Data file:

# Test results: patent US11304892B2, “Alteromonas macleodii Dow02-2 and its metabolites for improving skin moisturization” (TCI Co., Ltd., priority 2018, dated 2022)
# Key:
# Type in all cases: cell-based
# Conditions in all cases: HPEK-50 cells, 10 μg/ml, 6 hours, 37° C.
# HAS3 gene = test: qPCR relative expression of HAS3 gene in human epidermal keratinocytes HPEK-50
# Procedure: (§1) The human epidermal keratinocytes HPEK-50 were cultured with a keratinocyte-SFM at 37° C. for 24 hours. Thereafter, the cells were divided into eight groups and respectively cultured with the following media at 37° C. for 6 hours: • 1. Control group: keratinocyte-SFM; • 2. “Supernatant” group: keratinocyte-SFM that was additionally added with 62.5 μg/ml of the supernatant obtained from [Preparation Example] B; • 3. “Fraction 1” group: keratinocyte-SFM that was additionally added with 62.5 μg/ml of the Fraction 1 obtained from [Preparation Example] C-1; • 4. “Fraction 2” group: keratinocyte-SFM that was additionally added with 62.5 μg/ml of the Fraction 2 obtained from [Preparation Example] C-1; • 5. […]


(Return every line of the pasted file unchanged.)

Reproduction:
# Test results: patent US11304892B2, “Alteromonas macleodii Dow02-2 and its metabolites for improving skin moisturization” (TCI Co., Ltd., priority 2018, dated 2022)
# Key:
# Type in all cases: cell-based
# Conditions in all cases: HPEK-50 cells, 10 μg/ml, 6 hours, 37° C.
# HAS3 gene = test: qPCR relative expression of HAS3 gene in human epidermal keratinocytes HPEK-50
# Procedure: (§1) The human epidermal keratinocytes HPEK-50 were cultured with a keratinocyte-SFM at 37° C. for 24 hours. Thereafter, the cells were divided into eight groups and respectively cultured with the following media at 37° C. for 6 hours: • 1. Control group: keratinocyte-SFM; • 2. “Supernatant” group: keratinocyte-SFM that was additionally added with 62.5 μg/ml of the supernatant obtained from [Preparation Example] B; • 3. “Fraction 1” group: keratinocyte-SFM that was additionally added with 62.5 μg/ml of the Fraction 1 obtained from [Preparation Example] C-1; • 4. “Fraction 2” group: keratinocyte-SFM that was additionally added with 62.5 μg/ml of the Fraction 2 obtained from [Preparation Example] C-1; • 5. […]